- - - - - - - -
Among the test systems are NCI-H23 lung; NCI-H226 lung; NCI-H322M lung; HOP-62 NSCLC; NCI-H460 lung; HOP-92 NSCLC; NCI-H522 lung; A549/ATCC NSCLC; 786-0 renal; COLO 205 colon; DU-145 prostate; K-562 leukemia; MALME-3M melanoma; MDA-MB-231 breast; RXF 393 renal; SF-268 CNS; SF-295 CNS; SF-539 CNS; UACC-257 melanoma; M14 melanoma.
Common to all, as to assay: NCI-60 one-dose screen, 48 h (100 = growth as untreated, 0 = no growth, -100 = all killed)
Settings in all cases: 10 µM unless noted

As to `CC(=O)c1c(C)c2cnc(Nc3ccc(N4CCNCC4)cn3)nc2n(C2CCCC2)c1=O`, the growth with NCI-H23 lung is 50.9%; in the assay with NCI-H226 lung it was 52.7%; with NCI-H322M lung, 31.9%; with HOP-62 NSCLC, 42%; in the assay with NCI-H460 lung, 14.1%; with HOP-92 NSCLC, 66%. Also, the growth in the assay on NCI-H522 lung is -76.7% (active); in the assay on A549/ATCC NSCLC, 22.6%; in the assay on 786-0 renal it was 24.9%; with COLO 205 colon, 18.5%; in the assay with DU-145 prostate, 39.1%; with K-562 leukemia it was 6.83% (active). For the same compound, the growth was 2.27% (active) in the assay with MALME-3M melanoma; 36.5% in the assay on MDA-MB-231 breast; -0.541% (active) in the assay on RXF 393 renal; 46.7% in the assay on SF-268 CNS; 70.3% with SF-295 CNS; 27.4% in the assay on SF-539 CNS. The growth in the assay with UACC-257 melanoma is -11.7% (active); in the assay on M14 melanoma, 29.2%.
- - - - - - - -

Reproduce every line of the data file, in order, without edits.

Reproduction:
Among the test systems are NCI-H23 lung; NCI-H226 lung; NCI-H322M lung; HOP-62 NSCLC; NCI-H460 lung; HOP-92 NSCLC; NCI-H522 lung; A549/ATCC NSCLC; 786-0 renal; COLO 205 colon; DU-145 prostate; K-562 leukemia; MALME-3M melanoma; MDA-MB-231 breast; RXF 393 renal; SF-268 CNS; SF-295 CNS; SF-539 CNS; UACC-257 melanoma; M14 melanoma.
Common to all, as to assay: NCI-60 one-dose screen, 48 h (100 = growth as untreated, 0 = no growth, -100 = all killed)
Settings in all cases: 10 µM unless noted

As to `CC(=O)c1c(C)c2cnc(Nc3ccc(N4CCNCC4)cn3)nc2n(C2CCCC2)c1=O`, the growth with NCI-H23 lung is 50.9%; in the assay with NCI-H226 lung it was 52.7%; with NCI-H322M lung, 31.9%; with HOP-62 NSCLC, 42%; in the assay with NCI-H460 lung, 14.1%; with HOP-92 NSCLC, 66%. Also, the growth in the assay on NCI-H522 lung is -76.7% (active); in the assay on A549/ATCC NSCLC, 22.6%; in the assay on 786-0 renal it was 24.9%; with COLO 205 colon, 18.5%; in the assay with DU-145 prostate, 39.1%; with K-562 leukemia it was 6.83% (active). For the same compound, the growth was 2.27% (active) in the assay with MALME-3M melanoma; 36.5% in the assay on MDA-MB-231 breast; -0.541% (active) in the assay on RXF 393 renal; 46.7% in the assay on SF-268 CNS; 70.3% with SF-295 CNS; 27.4% in the assay on SF-539 CNS. The growth in the assay with UACC-257 melanoma is -11.7% (active); in the assay on M14 melanoma, 29.2%.